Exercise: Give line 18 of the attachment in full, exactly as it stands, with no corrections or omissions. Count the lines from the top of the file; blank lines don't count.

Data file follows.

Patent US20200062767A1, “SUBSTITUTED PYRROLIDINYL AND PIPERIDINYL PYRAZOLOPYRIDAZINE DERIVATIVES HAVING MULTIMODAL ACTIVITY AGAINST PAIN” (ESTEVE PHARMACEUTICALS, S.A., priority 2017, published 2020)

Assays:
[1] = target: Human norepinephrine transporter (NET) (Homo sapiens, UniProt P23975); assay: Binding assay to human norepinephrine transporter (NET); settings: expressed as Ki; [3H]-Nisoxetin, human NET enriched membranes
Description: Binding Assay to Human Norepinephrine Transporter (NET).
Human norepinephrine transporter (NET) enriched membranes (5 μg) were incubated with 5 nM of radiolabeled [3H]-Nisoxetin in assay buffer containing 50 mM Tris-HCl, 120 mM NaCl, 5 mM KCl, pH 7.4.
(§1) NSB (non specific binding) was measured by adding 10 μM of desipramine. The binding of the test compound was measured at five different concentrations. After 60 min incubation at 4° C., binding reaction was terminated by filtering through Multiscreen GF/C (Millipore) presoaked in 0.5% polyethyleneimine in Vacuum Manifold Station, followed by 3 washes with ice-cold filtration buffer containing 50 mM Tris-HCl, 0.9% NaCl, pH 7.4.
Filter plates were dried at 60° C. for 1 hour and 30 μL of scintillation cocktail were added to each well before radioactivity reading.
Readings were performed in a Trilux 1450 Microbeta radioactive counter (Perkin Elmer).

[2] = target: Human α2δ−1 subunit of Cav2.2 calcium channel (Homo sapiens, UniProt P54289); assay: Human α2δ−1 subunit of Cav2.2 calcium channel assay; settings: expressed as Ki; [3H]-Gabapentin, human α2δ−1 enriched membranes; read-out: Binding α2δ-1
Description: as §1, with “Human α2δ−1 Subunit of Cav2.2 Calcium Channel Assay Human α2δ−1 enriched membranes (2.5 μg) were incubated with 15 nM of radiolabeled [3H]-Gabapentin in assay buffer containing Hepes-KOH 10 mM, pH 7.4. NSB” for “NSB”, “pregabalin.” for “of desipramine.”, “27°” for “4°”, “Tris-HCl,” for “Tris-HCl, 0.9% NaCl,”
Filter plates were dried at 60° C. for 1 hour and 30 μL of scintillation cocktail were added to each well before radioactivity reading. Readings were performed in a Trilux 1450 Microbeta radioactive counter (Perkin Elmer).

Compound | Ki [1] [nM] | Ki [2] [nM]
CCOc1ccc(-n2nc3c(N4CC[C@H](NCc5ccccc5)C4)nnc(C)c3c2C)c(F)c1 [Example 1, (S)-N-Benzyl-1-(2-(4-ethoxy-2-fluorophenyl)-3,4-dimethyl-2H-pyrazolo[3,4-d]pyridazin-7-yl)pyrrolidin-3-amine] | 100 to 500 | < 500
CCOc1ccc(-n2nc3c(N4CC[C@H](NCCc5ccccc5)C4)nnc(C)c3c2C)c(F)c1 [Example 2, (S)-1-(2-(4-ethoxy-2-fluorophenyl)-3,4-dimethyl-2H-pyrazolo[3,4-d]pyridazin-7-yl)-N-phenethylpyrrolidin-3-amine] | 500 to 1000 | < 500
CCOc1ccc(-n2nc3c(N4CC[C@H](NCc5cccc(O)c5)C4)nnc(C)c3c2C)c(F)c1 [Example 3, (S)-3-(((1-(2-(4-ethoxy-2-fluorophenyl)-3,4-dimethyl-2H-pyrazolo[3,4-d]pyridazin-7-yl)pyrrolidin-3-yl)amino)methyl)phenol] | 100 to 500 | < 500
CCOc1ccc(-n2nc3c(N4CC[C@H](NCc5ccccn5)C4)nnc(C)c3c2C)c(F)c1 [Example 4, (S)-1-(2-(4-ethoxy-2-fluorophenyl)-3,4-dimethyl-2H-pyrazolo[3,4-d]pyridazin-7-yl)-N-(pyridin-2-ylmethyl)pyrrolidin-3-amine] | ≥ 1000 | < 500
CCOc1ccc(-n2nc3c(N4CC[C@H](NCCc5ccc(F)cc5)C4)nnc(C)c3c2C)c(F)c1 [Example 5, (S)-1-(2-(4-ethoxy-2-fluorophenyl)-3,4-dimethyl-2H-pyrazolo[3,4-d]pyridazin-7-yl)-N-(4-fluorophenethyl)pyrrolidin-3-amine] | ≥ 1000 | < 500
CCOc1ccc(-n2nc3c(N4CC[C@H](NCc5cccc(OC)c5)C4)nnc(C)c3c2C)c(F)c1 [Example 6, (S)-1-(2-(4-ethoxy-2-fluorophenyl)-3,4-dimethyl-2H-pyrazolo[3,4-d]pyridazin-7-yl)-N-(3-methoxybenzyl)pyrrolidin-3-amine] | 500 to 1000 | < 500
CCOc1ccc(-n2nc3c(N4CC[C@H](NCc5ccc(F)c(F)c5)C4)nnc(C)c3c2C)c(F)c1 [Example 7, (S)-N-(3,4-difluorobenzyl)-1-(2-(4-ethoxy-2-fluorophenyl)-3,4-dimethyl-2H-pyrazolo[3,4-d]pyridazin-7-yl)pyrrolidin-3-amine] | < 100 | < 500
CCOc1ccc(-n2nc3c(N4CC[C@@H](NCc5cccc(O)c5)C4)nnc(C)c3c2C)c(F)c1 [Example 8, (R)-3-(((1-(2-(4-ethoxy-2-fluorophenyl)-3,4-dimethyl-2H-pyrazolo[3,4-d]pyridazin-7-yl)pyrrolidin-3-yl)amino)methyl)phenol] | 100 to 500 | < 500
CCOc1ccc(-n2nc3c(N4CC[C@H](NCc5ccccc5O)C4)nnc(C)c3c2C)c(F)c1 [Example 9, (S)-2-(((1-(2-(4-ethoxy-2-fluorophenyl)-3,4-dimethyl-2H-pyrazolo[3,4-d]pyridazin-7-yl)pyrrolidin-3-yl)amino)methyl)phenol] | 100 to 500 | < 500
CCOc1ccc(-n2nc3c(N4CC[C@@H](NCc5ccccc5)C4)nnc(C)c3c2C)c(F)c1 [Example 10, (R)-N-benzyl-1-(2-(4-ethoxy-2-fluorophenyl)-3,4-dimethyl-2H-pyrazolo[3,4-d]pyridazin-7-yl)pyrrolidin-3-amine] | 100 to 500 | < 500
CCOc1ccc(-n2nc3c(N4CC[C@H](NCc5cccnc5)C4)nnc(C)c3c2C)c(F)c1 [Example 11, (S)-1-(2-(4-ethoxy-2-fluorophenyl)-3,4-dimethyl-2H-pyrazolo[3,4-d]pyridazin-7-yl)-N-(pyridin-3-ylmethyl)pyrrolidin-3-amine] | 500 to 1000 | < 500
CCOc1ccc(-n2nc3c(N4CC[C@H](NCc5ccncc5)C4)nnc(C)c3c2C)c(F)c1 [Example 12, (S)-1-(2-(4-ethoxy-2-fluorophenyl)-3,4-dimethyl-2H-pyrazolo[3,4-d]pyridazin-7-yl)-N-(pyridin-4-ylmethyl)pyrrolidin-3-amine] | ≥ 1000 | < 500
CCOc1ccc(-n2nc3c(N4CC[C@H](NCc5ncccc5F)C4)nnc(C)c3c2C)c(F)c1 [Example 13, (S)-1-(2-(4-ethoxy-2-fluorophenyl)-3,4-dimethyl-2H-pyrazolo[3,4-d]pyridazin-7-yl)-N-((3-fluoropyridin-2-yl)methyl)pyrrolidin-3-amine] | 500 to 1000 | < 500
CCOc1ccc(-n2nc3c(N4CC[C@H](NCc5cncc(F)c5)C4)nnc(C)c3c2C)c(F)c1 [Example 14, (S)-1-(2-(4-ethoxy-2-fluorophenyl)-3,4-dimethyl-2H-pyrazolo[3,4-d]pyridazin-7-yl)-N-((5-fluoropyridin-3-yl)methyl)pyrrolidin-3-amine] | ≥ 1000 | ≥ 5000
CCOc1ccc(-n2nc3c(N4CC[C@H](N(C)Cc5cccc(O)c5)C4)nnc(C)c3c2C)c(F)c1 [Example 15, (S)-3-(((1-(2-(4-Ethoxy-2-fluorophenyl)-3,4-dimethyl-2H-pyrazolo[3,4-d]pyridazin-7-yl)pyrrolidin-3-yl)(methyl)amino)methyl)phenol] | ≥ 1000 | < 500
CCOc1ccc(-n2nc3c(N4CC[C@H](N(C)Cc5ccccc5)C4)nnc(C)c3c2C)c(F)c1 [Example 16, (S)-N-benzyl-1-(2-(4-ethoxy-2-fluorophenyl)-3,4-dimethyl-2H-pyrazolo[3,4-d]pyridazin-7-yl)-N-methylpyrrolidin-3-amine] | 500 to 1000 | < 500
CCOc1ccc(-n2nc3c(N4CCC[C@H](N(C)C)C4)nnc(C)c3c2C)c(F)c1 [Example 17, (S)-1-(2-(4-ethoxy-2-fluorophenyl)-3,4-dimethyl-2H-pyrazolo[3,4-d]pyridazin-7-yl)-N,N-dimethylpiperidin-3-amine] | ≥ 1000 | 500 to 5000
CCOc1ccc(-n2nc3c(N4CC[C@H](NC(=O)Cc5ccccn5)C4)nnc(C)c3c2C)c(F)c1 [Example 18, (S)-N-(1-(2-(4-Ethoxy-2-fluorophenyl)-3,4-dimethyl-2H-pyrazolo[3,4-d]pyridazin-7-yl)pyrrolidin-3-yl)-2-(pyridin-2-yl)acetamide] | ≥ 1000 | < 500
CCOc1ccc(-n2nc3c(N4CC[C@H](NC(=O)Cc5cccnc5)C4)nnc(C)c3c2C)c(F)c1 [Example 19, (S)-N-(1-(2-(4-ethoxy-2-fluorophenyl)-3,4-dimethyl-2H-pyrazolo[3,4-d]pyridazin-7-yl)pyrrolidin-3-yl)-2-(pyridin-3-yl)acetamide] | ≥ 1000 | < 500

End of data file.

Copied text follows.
CCOc1ccc(-n2nc3c(N4CC[C@H](NCc5cccc(OC)c5)C4)nnc(C)c3c2C)c(F)c1 [Example 6, (S)-1-(2-(4-ethoxy-2-fluorophenyl)-3,4-dimethyl-2H-pyrazolo[3,4-d]pyridazin-7-yl)-N-(3-methoxybenzyl)pyrrolidin-3-amine] | 500 to 1000 | < 500